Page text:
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Using Mobile Phones To Fight AIDS In Africa

Sanday
Chongo Kabange



HONG KONG - Mobile phones are transforming the way
HIV test results are being transmitted to AIDS patients in Africa, a study has
shown.



AIDS is one of the biggest diseases affecting the continent
due to limited access to antiretroviral treatment and heath care.



AIDS related deaths account for close to 60% of all
total deaths annually and mobile phone penetration has doubled over the last 10
years.



It is for these reasons that the World Health
Organisation (WHO) embarked on an investigation to determine whether mobile
phone technology could be used to transform the delivery of health care
services to AIDS patients in Africa.



A WHO backed study published in the agency’s
Bulletin, said the time it took to relay HIV test results to patients’ health
facilities could be “dramatically” reduced by using mobile phone text
messaging.



Scientists who carried out the study in Zambia
found that the turnaround times for delivering a diagnosis by SMS (Short
Message Service) were almost twice as fast compared to traditional postal
methods.



The average time for a result notification from a
testing lab to a health facility fell from 44.2 days to 26.7 days.  



“We believe that this research signals how the processes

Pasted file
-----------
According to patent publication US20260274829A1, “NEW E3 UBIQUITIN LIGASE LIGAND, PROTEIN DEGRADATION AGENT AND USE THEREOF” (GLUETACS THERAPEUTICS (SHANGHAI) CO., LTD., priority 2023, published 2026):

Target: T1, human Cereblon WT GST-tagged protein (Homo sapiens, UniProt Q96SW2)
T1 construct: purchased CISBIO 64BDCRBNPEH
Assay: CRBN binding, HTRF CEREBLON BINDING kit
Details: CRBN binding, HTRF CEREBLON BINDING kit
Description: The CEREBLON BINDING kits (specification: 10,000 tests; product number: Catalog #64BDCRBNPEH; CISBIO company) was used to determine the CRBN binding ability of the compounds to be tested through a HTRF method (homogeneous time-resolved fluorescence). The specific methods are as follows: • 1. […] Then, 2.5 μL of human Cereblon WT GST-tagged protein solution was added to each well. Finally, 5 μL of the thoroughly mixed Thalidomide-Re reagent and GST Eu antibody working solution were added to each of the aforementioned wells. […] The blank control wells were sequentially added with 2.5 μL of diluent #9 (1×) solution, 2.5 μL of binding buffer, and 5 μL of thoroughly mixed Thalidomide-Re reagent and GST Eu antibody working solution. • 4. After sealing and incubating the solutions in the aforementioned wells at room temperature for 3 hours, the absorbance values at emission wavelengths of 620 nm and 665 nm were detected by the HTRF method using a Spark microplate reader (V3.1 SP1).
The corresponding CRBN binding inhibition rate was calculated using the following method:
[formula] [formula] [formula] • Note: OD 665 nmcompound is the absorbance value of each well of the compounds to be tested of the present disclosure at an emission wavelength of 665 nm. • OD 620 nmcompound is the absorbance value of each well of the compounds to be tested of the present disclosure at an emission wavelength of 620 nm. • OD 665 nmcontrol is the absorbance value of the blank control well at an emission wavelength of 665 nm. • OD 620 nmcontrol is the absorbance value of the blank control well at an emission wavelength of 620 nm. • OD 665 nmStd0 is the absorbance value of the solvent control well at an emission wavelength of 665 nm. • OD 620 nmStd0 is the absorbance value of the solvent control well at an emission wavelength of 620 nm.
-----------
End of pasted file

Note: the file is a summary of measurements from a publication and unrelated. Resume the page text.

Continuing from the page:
behind testing of HIV and other illnesses can be transformed and improved
through mobile phone technology, ensuring that healthcare facilities and
patients are provided with their results far more quickly,” said Phil
Seidenberg of Boston University in the U.S, one of the authors of the research
that was jointly conducted with the Zambia Centre for Applied Health Research
and Development and the Zambian Ministry of Health.



E-health, where digital technology is used to
support health systems and m-health, where mobile phones and tablet computers
are used are seen as key to improving healthcare in the near future.



In addition to decreasing turnaround time for HIV
testing, these technologies can also improve treatment by getting people onto
ART earlier, researchers said in a news statement.



“As more people use mobile phone technology in
Africa, more opportunities arise to harness e-health and m-health in support of
the expansion of earlier ART for HIV, and to retain people on ART, particularly
mothers and children,” said Dr Reuben Granich, Medical Officer in WHOs
Department of HIV/AIDS.



UNICEF in Zambia and the researchers developed the
study to address concerns that the slow transmission of test results led to
critical delays in children accessing treatment.

...
Product Id: 100129
Posted By: Sanday Chongo Kabange
Country: Zambia
Category: Politics
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